‘Heat, ticks and noise, oh my god!’ Protect furry friends from summertime threats – Greeley Tribune

A local pet expert advises owners not to “puff up” by taking preventive methods to protect their pets from the common dangers that come with the summer months.

From overexposure to heat, disease-carrying insects to anxiety from loud noises, those who work in the animal world encourage pet owners to plan ahead and keep life-saving tips in mind.

Sarah Morrill, director of marketing and development at the Weld County Humane Society, said the most common threat to pets in the summer is overheating and heatstroke.

In 2021, 59 dogs and other animal companions reportedly died from heat-related causes, according to PETA.

The first signs of overheating — excessive panting or difficulty breathing, drooling, increased heart rate, and mild weakness — require pet owners to remove their animals from the heat immediately.

If these signs go unnoticed, an animal can collapse, have seizures and start throwing up or have diarrhea, Morrill said. Extreme signs prompt people to take their pets to an emergency room.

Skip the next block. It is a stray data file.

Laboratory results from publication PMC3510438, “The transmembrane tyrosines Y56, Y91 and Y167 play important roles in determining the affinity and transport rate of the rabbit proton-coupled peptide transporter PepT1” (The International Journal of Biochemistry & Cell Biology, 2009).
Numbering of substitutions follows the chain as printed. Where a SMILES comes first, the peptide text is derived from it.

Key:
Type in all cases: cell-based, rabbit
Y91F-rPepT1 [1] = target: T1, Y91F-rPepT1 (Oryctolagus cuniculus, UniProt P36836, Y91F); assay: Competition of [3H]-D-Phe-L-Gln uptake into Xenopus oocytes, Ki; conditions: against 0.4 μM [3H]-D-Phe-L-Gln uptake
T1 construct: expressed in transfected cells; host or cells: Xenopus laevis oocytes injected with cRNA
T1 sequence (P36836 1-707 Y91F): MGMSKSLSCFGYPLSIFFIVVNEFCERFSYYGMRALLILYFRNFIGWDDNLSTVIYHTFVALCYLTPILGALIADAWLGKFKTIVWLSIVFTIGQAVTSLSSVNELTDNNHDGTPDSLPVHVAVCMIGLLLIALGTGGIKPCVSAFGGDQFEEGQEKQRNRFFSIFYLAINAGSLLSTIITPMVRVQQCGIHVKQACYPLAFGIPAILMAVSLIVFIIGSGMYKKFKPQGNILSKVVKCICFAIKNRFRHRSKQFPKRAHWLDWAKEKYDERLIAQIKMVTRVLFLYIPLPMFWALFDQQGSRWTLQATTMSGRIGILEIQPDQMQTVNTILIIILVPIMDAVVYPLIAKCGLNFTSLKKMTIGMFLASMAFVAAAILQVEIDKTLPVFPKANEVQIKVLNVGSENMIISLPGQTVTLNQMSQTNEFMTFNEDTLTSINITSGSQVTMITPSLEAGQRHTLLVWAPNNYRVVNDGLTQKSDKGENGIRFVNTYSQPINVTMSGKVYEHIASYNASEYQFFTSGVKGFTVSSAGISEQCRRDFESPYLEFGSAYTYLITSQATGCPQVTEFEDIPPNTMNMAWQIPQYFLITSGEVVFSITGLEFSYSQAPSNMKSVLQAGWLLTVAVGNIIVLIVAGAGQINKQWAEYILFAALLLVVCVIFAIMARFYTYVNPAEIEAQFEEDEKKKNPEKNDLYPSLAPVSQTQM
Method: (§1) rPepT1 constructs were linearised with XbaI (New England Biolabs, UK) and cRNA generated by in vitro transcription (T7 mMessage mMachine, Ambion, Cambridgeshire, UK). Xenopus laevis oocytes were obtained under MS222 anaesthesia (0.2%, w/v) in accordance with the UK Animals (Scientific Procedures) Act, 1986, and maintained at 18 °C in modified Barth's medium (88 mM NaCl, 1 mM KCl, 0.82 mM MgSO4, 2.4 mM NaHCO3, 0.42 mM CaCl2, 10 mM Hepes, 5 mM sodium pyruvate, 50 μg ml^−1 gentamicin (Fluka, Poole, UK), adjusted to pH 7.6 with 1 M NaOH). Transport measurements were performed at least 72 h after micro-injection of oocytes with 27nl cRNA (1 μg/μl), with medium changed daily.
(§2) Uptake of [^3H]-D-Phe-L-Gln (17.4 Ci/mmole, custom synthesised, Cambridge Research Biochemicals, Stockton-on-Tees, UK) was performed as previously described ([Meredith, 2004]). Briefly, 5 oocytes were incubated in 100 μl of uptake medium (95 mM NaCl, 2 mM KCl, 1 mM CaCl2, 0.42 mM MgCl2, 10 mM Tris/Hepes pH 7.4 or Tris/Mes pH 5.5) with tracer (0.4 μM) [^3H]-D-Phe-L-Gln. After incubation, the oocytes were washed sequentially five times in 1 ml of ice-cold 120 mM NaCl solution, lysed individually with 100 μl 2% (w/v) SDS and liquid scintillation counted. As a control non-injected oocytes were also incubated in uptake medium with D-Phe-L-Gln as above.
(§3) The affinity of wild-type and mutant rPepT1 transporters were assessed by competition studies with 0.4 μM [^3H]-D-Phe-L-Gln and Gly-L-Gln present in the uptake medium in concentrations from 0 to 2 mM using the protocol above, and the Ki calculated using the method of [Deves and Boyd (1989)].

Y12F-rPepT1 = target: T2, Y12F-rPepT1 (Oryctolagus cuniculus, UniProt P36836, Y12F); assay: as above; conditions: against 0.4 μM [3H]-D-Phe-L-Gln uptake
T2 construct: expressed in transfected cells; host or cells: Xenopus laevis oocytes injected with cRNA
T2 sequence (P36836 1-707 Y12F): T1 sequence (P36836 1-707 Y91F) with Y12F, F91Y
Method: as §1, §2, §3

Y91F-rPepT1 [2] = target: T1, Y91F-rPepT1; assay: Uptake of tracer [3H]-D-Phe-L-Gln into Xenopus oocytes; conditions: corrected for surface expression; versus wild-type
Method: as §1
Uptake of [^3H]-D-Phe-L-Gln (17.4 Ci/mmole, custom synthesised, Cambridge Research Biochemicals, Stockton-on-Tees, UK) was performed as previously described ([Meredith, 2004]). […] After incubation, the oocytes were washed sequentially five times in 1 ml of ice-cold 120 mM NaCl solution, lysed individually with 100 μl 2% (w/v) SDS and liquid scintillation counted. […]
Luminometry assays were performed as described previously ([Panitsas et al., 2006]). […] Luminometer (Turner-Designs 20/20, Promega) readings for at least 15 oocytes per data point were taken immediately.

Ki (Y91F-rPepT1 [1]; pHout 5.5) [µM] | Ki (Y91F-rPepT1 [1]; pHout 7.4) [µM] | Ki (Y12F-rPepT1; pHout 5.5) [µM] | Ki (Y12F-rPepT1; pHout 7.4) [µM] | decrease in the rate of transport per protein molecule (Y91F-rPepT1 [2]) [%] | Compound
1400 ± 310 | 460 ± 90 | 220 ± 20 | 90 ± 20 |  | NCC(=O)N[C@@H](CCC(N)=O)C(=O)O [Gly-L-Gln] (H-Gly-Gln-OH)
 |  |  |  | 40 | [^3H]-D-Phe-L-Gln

To avoid the dangers posed by the hotter temperatures, Morrill advises people to follow these preventative tips:

  • Owners should never leave their pets in a hot car, as temperatures can rise quickly in a confined space. Even on a day when temperatures are in the mid-60s, the temperature in a closed car can reach 130 degrees in a matter of minutes. At this rate, a dog’s death can occur within 15 minutes.
  • Pet owners should check if the concrete is hot to the touch. In this case, pets must be left at home.
  • Animals should be kept indoors and cool whenever possible.
  • People should leave their pets at home in the afternoon.
  • If a person wants to take their pet outside, make sure you bring plenty of water, walk them on the lawn, and know their limits.

“Overheating can happen quickly, and without paying attention to signs, it can be life-threatening for our animals,” Morrill said. “There are so many fun summer activities and we like to take our pets everywhere. However, the best of intentions could harm the health of our animals due to the heat.”